Traders in the busy commercial hub of Gakinjiro in Gisozi are counting losses after a recent fire destroyed property over Rwf400 million.
Around eight wood and furniture shops were completely destroyed by fire, leaving the owners ruing their lack of insurance cover.
“All the mattresses were destroyed. Most traders are smallholder business owners whose financial muscle cannot afford insurance,” Ronald Kamanzi, a shopkeeper, whose entire Rwf35 million worth mattress shop was gutted said.
In 2019, another fire destroyed goods valued at over Rwf2 billion, leaving traders grouped under ADARWA, an association of wood dealers, dejected.
Tadee Twagirayezu, the head of ADARWA says they are encouraging traders to acquire insurance cover to help them recoup some investment.
Experts cite the low insurance coverage on the laisse-fair business model, limited mobilisation, and innovation by the service providers.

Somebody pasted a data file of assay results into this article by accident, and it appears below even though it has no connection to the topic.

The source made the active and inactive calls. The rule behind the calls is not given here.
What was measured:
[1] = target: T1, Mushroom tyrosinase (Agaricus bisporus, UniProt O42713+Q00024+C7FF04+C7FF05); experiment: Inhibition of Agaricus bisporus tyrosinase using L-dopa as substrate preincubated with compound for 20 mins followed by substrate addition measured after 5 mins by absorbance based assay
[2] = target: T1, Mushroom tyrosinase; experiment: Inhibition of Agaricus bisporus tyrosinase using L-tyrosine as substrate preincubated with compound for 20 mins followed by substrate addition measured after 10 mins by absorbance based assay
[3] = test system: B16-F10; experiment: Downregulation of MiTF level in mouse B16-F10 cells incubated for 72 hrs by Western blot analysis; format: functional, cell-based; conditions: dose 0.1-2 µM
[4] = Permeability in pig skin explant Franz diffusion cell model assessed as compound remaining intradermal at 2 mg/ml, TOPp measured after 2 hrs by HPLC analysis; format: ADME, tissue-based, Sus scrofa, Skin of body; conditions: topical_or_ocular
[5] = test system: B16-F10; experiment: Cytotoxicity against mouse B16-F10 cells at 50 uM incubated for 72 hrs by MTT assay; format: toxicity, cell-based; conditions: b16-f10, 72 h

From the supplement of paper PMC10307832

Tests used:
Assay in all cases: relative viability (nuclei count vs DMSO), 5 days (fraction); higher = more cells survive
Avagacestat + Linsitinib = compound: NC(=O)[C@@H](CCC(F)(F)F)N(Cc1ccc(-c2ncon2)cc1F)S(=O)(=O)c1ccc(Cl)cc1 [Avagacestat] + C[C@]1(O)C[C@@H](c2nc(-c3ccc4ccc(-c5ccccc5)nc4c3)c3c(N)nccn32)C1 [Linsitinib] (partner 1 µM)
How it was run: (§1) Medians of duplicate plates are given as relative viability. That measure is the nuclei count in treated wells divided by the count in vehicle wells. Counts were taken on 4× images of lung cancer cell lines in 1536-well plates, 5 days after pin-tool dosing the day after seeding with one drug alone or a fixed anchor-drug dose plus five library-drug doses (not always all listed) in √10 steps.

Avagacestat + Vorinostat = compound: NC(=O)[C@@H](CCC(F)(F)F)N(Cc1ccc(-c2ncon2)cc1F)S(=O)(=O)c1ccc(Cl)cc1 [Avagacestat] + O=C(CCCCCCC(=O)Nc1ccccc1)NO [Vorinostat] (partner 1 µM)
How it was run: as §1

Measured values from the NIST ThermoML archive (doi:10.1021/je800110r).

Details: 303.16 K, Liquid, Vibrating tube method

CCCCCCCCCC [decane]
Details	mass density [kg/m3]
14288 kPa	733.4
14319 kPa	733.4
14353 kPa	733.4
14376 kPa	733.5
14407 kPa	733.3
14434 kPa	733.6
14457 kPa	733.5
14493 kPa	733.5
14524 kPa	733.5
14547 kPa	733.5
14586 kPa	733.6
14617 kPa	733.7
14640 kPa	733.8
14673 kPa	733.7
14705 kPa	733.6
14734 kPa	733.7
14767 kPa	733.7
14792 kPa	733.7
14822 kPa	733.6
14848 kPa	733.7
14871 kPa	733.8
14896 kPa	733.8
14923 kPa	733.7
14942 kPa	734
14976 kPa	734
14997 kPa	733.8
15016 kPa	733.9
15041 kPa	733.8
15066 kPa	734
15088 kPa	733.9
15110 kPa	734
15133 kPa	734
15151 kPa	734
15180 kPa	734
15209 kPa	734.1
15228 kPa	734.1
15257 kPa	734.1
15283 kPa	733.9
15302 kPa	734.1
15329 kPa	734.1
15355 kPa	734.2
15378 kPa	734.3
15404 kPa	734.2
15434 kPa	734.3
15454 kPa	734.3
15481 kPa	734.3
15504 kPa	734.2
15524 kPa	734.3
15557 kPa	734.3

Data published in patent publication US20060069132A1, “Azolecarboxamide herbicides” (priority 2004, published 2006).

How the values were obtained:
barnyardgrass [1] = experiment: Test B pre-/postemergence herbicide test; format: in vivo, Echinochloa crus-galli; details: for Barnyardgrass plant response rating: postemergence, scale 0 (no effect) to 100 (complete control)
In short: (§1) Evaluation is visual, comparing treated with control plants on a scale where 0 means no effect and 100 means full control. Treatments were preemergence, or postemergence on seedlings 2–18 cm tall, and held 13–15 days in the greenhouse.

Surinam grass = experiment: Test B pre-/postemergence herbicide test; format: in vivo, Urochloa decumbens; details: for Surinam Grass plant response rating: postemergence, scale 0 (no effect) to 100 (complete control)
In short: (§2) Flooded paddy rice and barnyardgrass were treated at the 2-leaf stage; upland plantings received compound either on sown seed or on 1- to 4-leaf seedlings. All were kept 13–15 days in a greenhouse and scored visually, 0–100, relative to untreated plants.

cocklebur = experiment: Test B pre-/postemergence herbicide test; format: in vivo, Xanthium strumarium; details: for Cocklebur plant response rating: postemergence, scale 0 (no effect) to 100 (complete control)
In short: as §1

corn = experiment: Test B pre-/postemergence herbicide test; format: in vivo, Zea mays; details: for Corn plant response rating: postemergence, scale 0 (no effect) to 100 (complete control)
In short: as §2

“Insurers have to take the lead to urge potential clients on the importance of ensuring lives and assets,” Straton Habyarimana, an economist noted.
Rwanda Insurers Association (ASSAR) accuses Rwandans of being dismissive towards insurance services. ASSAR official figures show insurance subscription by individuals at a paltry 1.7 percent.
“Awareness and publicizing the services of insurance companies to individuals and businesses and low subscription top our to-do list since last year,” Denyse Rwakayija, ASSAR head noted.
Central bank figures indicate that despite the pandemic’s dampening effects, the insurance sector continued to grow as assets grew by 16 percent by June this year compared with 15 percent in June 2020, from Rwf548 billion to Rwf638 billion.